EF: How do we build on knowledge as a prerequisite to reading? And who gets to decide what that knowledge is?

EDH: Let’s answer the preliminary question. Should it be decided that in first grade, you study this, and then second grade, you study this? Until that’s well defined, you are really injuring disadvantaged kids. We must prepare the knowledge to build on the next stage of learning and not depend on the household and where the child comes from to understand the language of the classroom.

EF: So a cold-read assessment is inherently biased?

EDH: You’re keeping kids at a disadvantage unless the classroom is a speech community. “Speech community” is the term that psychologists use for the group of people who have the background knowledge to understand collectively what “Polly put the kettle on” means. It is just like arithmetic in that respect. That is, knowledge builds on knowledge, and speech builds on knowledge. You can’t have a child who is from disadvantaged circumstances really progress up to their potential unless the knowledge background is there to take the next step. Kids love knowledge at these early ages.

EF:  This may be a simplistic question. Can you define “knowledge” for us?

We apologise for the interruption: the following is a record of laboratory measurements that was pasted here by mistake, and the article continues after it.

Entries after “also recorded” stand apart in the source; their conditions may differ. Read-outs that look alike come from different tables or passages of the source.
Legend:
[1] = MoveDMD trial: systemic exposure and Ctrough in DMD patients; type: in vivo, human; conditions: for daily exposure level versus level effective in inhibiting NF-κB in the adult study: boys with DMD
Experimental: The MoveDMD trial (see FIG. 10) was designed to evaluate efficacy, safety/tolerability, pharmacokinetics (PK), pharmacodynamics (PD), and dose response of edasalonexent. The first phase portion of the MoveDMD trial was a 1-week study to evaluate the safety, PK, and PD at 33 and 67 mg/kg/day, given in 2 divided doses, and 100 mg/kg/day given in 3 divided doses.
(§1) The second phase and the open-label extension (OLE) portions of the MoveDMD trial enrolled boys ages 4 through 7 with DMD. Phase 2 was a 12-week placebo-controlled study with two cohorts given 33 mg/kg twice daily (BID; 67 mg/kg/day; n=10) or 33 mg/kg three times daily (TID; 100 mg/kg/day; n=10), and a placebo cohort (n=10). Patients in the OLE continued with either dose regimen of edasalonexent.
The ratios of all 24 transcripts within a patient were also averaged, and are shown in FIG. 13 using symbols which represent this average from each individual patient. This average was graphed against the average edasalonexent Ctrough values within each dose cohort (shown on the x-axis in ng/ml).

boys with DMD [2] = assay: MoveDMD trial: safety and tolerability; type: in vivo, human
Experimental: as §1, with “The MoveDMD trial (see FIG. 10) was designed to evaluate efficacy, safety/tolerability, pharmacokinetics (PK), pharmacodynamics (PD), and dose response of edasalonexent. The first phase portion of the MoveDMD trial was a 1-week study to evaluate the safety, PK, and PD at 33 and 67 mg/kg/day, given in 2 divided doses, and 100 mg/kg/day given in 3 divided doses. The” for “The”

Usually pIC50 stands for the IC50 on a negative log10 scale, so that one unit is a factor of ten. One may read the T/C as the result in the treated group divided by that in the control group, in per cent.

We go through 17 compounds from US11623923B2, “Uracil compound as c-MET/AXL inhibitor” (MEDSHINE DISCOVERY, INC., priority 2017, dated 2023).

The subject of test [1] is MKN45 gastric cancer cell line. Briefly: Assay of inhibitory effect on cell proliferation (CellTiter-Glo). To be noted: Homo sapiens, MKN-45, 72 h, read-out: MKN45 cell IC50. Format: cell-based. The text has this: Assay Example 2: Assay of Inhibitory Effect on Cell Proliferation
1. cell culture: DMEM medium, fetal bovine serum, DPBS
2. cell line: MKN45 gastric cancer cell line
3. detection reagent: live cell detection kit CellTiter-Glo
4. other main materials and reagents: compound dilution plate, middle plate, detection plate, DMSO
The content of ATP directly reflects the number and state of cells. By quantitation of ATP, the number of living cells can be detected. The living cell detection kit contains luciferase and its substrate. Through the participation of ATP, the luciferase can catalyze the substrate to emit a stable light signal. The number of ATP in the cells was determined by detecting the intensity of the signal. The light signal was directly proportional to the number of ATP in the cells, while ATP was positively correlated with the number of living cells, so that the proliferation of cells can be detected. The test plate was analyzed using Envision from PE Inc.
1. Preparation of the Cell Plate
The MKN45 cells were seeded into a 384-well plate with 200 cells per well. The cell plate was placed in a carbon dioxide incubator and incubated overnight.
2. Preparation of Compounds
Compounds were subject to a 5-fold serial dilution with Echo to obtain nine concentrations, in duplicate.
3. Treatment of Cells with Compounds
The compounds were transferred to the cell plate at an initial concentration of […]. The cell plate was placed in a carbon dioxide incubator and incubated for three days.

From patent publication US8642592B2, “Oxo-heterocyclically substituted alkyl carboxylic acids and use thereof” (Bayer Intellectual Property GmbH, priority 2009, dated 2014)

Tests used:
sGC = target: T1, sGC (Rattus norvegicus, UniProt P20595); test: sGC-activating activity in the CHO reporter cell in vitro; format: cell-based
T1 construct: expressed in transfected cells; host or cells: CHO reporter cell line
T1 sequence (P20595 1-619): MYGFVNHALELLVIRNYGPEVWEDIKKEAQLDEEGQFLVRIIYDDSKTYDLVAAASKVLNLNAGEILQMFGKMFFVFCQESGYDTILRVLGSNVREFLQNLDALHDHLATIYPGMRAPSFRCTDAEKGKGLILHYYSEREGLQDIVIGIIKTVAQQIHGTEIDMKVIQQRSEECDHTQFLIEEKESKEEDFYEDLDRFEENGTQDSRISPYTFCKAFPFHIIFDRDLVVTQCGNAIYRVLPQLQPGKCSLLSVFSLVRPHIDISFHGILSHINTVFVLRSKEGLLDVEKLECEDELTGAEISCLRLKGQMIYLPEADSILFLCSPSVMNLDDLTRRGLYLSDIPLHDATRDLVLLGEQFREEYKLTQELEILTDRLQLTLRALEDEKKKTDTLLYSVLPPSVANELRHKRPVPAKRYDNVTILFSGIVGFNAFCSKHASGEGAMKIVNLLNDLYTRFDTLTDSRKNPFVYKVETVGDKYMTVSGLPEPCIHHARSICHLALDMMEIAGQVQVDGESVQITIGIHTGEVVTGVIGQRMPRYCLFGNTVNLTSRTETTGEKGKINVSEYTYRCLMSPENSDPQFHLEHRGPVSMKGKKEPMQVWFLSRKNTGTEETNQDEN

EDH: I’m talking about facts, and of course a lot more than just facts. But facts are a good place to start. There’s a distinguished researcher named Paul Kirschner who wrote a wonderful piece about the inefficacy of discovery learning with two other colleagues. Discovery learning doesn’t work and it is extremely hard on disadvantaged kids. What are they supposed to discover if they haven’t been informed outside of school all of the kinds of things that more advantaged kids have learned? Multiculturalism is fine if everybody is studying the same multicultural materials. But if you have it so that you don’t know what the kids have learned when they come into your classroom, that is a sin against equity. Unless you treat multiculturalism in the right way, you’re holding those kids to disadvantage.

As to what the contents of that shared knowledge should be, well that’s up for grabs. The policymakers have to decide. The states have the power of deciding the elementary school curriculum.

 EF: States do have set standards, right?

EDH: Yes but they’re empty.

EH: What do full standards look like?